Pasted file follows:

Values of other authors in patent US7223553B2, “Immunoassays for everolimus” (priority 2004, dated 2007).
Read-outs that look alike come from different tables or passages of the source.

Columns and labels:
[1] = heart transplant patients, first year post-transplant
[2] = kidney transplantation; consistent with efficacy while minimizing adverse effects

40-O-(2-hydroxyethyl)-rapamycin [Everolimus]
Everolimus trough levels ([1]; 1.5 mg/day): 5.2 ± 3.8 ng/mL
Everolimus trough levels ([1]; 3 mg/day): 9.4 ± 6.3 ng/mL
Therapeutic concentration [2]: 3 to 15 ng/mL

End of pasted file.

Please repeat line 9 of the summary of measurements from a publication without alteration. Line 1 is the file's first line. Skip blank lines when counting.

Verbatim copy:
Therapeutic concentration [2]: 3 to 15 ng/mL